Tag Archives: Travel Memoir

Sky’s the Limit: On Bourdain, Memoir, and the Pitfalls and Potential of Travel Lit

Hey People,

Happy Pride! I’m here, I’m queer, let’s get into this new update.

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Bustle is running a series called Have Books, Will Travel, featuring essays by non-normative travel writers on the genre, so of course you know I had some things to say. I wanted to focus on how this genre is crafted in such a way to weed out commentary that isn’t 100% sunny, as in, of a leisurely or commercial nature, and how that can suppress certain necessary stories and voices. Writing memoir should seemingly rectify that, since it’s all about being vulnerable, having perspective, and being reflective of one’s actions. But let’s be real—we can do better.

Travel writers lie to themselves and their readers when they front like visiting a place makes them authorities on it, because the average white American doesn’t know many people from that place, but does have a few friends who went there once. They lie when they add a touch of self-deprecation to their stories, because humility seems smart in hindsight, and because all those people who witnessed them being annoying tourists are still in that place far away and can’t attest that these tourists haven’t learned sh*t. And too often, travel writers lie when they write like race, gender, and class are foreign concepts that exist outside of the scope of travel writing when they’re actually located at the heart of it.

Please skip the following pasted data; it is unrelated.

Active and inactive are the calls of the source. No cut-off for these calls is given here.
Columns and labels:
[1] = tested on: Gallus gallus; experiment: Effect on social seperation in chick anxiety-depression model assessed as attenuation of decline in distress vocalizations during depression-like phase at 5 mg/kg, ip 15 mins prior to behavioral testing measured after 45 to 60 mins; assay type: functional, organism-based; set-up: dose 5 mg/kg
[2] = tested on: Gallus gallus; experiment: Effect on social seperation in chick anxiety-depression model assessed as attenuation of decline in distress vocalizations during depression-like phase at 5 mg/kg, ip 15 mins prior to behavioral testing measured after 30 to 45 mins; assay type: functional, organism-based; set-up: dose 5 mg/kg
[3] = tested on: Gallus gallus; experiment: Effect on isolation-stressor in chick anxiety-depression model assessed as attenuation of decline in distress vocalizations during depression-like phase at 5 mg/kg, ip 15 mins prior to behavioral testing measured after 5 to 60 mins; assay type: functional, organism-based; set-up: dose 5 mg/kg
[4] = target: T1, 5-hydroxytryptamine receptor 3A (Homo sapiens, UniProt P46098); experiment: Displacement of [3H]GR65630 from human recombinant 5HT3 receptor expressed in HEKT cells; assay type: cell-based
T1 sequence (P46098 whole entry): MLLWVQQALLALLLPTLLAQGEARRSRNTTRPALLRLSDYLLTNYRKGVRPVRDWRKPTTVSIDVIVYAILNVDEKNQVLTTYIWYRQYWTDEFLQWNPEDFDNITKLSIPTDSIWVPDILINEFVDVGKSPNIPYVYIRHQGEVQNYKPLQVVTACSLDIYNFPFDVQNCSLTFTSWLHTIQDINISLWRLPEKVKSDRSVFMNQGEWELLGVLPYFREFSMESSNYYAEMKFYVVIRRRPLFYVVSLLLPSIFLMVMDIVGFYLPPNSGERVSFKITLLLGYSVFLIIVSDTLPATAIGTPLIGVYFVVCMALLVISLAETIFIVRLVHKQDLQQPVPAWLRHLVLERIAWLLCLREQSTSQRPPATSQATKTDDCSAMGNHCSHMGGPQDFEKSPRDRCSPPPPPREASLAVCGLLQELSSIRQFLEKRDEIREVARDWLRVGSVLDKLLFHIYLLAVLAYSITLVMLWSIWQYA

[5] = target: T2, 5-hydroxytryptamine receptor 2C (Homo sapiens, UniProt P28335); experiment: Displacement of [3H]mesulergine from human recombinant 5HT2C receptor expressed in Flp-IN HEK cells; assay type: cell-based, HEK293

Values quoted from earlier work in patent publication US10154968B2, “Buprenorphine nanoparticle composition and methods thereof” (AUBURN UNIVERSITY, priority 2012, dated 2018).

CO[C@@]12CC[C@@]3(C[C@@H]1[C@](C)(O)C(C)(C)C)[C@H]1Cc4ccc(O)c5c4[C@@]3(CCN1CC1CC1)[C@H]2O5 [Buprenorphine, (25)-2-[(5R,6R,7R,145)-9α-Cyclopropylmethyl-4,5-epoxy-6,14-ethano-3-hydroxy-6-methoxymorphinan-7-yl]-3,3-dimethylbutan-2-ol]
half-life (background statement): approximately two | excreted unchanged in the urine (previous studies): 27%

I originally wrote the paragraph above using “we” instead of “they” but it was changed, and now I wonder if the hate I’ve gotten for writing this would be less so if those who are allergic to conversations about race and travel had read the original. But I immediately know the answer is no. Race is just one aspect of this dialogue and this essay isn’t even about whiteness or racism so if for some reason you feel personally attacked, figure it out I guess.